Jennifer Uren
Yes, my husband started a small blog a couple years ago, and he hasn't touched it in a good 18 months. And every month I get I mean it's not big bucks. But I'm like, this is just not fair. You're making money doing nothing. I'm still trying to build something here.

Kate Kordsmeier
Well, it's a it's a, you know, check in the pro box for blogging because it really has such a long shelf life. And so even if if you need to take a break, whether that's like a maternity leave, or several years off to figure out, you know, something new or whatever, you can still actually keep earning from it, even though you're doing literally nothing on it. So yeah, yeah, it and

Jennifer Uren
the fact like you mentioned that you can now sell it. I mean, it is a real business. And I think that's still one of those misconceptions that, you know, maybe not actual bloggers have, but people around, it seems like it's your own personal space where you're sharing your thoughts. And, and I don't think that people, they look at it more like I own a job, as opposed to I'm building a business that I could sell, because it's not real, you know, it's not brick and mortar.

Kate Kordsmeier
Right. And it has made me really think about how to create sellable assets when the other businesses that I'm building and the way that I approached the blog content and all of that, because I mean, and I also think the landscape of blogging has changed so dramatically in the last 10 years, but even just in this past year where it used to be Yeah, it's just you sharing your personal updates. And you know that it was like an online diary. And now it's it's so different. And I feel like all businesses actually need to have a blog component, because it's the best way to get organic traffic and leads to your website, no matter what you're selling, or what your business is.

Jennifer Uren
Yeah, absolutely. Yeah. Even if it's like, I have a clogged drain and you go and you discover somebody's got a tutorial on how to unclog a drain and you're, oh, they're a business in my neighborhood. I can I just call them to come on, look, unclog my drain, you know? Exactly. Yeah, that's excellent. So one of the things that we talk about here a lot is delegation, and this idea that, you know, especially as moms, we feel like we need to, we need to do it, and it can feel very Oh, I don't know, lavish to to delegate it, you know, but it's important to delegate. So do you have a team that you've built around you? And? And when did you decide to start to add a team to what you were doing?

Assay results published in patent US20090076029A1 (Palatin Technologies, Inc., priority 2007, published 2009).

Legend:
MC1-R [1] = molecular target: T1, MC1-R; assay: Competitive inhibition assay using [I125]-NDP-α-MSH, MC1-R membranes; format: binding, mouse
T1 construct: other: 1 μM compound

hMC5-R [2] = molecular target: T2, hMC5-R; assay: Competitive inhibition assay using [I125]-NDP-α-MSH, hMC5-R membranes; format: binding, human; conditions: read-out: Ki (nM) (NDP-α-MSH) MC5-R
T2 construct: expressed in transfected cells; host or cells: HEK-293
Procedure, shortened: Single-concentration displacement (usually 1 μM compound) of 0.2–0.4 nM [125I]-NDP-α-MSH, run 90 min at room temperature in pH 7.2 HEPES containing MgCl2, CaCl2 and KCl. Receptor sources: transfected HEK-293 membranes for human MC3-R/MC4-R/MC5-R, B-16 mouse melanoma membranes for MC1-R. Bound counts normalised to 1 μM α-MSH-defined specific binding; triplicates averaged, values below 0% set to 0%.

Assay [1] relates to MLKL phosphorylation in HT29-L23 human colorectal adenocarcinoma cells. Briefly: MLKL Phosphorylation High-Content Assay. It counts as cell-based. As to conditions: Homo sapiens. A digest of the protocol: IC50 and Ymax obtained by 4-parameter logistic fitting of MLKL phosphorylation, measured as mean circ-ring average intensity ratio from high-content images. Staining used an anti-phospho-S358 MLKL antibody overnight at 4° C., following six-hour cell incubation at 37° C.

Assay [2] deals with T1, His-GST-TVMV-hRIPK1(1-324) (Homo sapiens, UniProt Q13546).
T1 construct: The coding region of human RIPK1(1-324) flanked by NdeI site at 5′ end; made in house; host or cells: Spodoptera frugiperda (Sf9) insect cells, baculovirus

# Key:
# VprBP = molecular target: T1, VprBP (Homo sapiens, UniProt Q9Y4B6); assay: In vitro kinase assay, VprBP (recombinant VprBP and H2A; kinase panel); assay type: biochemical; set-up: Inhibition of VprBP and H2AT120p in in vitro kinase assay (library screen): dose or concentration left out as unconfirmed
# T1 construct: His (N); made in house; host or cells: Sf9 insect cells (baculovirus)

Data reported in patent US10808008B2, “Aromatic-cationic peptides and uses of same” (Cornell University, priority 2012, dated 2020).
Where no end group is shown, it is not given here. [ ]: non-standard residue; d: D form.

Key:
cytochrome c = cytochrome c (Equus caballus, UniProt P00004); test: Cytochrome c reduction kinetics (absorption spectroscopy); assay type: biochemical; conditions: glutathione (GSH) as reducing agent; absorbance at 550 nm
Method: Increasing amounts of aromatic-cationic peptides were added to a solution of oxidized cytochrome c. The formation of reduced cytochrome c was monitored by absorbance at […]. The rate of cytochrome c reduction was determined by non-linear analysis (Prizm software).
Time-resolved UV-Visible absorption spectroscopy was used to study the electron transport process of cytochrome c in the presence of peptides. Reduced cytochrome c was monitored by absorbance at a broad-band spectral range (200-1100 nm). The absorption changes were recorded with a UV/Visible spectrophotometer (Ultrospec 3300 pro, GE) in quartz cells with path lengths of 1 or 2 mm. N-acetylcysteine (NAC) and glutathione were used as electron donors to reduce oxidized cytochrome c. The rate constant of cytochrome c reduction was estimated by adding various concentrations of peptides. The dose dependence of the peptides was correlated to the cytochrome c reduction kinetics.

Kate Kordsmeier
Yeah, I love this question. Because I think it's, you know, hundreds of years of patriarchy telling us that if we get help, or we can't do it all ourselves that we're selfish, and we're, you know, not good enough, and none of that is true. And I think, you know, we can have it all, but we can't do it all and we certainly can't do it all by ourselves. Right. So what I think I hired my first Well, that's maybe not true. I was gonna say I hired my first VA a couple years into blogging, and I just had her, you know, a few hours a week. And then we grew from there until she ultimately ended up becoming a full time employee. But I've hired you know, I hired a Pinterest agency, I've hired Instagram help, I've hired SEO people. So some of it's been like, very specific. And they're not like two full team members. And then now today, I have three full time employees and a dozen, you know, contractors and other people on the team. And I also have childcare and house cleaner and somebody who does our yardwork, you know, like, I have a lot of support. And I think if I didn't do it, none of none of any of it would be possible.